Advanced mechatronics have also helped pave the way for autonomous cars, so that many different technologies can be combined into high-tech systems which form the basis of self-driving vehicles. These technologies include detection, surveying and navigation systems such as radar, lidar, sonar, digital cameras and GPS. With deep learning algorithms, these technologies are responsible for everything a human driver needs to pay attention to, including identifying objects and other traffic participants.
The six levels of automation established by the Society of Automotive Engineers (SAE)
• Level 0 : Fully manual vehicle
• Level 1 : The automated system and the driver share control of the vehicle (Adaptive Cruise Control, Parking Assistance or Lane Keeping Assistance)
• Level 2 : The automated system takes full control of the vehicle, but the driver must be prepared to intervene at any time
• Level 3 : The automated system handles situations that call for an immediate response as well, but the driver must be prepared to intervene within limited time (driver can do other activities)
• Level 4 : No driver attention is needed for safety, except outside of geofenced areas (driver can sleep and leave the driver’s seat)
• Level 5 : No human intervention is required at all
However, the aforementioned technologies also raise a significant ethical dilemma: when autonomous cars will be able to tell the difference between men, women, adults, children or animals, whose life should they decide to spare in the event of an unavoidable crash? This contemporary equivalent of the famous trolley problem was examined in the grandiose online quiz by MIT – the Moral Machine experiment gathered more than 40 million decisions from millions of people in 233 countries. Researchers tested nine separate factors, based on the age, gender, social status or number of the people involved in the imaginary accidents.
The authors of the study based on the MIT experiment found some consistent global preferences: people would spare humans over animals, children over adults and more lives rather than fewer. The top four and the bottom three of the global priority list were selected by respondents by a wide margin: people would not hesitate to save babies in strollers, girls, boys and pregnant women, while they would rather crash into dogs, criminals and cats than others.
Patrick Lin, director of the Ethics + Emerging Sciences Group at California Polytechnic State University: “We already prioritize life in hospital triages, organ transplants, and so on. But those are drastic cases where there’s no other option. We’re not even close to being there yet in the conversation about autonomous cars. Giving people a priority score is not like giving them a credit score – it directly affects their right to dignity as well as right to life. Not every state cares about these things, of course, but luckily they tend to not be the ones developing the technology either.”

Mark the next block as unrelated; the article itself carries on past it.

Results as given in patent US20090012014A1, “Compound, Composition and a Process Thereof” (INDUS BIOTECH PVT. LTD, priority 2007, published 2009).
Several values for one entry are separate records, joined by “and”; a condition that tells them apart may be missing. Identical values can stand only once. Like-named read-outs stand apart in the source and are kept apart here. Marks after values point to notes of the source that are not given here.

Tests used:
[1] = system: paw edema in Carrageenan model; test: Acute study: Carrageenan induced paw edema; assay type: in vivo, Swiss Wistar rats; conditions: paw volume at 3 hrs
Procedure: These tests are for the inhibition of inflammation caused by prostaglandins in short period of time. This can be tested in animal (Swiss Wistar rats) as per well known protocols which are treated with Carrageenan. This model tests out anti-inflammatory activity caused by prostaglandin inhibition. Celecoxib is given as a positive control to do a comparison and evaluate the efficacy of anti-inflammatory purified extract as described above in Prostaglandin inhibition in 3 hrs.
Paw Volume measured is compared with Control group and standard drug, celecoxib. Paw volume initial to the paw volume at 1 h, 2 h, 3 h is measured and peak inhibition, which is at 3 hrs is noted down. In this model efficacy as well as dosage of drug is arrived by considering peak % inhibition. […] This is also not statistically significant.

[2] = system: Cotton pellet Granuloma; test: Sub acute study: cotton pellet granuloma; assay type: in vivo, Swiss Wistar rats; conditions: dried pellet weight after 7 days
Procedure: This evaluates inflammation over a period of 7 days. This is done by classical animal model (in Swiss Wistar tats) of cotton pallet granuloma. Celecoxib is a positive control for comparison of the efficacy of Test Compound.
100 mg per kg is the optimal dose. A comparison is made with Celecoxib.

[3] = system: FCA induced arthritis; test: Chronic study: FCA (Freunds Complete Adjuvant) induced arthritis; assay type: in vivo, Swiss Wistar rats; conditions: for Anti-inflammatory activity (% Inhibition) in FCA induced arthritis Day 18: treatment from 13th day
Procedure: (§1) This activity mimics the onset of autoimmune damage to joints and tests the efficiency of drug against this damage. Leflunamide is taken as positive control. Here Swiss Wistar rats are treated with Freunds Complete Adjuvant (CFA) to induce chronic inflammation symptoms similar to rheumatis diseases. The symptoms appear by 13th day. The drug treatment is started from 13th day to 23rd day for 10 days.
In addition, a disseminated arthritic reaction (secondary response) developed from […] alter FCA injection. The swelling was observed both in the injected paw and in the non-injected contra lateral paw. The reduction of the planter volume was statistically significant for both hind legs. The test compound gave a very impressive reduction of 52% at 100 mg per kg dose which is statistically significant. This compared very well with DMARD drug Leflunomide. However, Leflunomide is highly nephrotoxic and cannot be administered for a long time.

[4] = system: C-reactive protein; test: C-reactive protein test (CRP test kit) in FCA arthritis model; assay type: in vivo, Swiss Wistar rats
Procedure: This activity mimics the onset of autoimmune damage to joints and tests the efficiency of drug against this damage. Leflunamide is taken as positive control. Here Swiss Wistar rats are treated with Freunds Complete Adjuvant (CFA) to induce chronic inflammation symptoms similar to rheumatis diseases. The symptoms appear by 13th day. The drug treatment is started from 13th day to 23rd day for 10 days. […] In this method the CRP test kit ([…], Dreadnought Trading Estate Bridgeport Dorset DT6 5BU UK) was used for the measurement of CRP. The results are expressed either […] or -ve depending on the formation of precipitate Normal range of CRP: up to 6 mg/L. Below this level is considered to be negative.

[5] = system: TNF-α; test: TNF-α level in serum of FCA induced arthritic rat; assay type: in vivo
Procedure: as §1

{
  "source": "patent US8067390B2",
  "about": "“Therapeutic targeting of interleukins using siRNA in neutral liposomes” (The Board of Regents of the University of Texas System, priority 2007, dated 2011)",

To deal with these issues, in 2018, the European Group on Ethics in Science and New Technologies proposed a set of basic principles in accordance with fundamental European values, such as human dignity, rule of law and data protection, but one of them tends to come up the most often when it comes to the “moral principles” followed by autonomous vehicles: the issue of responsibility. Who should design the decision-making process of self-driving cars: programmers, companies or governments? According to Patrick Lin, it seems like every stakeholder will have a say in it: “As it is right now, product development is generally left to the company, which responds to market pressures. Sometimes in the case of drugs, vehicles, and other products that could be dangerous, regulators become involved, and they respond to public pressures. This arrangement seems correct.”
Although the policy-making process has already begun, we could still be far from the time when cars driven by algorithms take over the streets.
Jack Stilgoe concludes that : “the uptake of self-driving cars at scale will require substantial changes to behaviours, infrastructures and the rules of the road, as well as improvements in the technology inside the cars, which means that the transition will be much slower than the enthusiasts predict.”
However far it may happen, several companies are already deep into the development of autonomous cars. Big players like Google, Uber, Tesla or Baidu lead the way, but other tech giants, such as Apple, Huawei or Nvidia also got in the business, while large car companies have paired up with tech firms or part suppliers (BMW with Intel, Mercedes with Bosch, Hyundai with Cisco), and even competing manufacturers like Ford and Volkswagen form alliances to become leading forces in the autonomous car market.
Call for transport projects coordinate by European Commission – Horizon 2020
Self-driving cars in the EU: from science fiction to reality
EPRS study on “A common EU approach to liability rules and insurance for connected and autonomous vehicles”
New 5G cross-border corridors for connected and automated mobility in the Baltics will allow testing of autonomous vehicles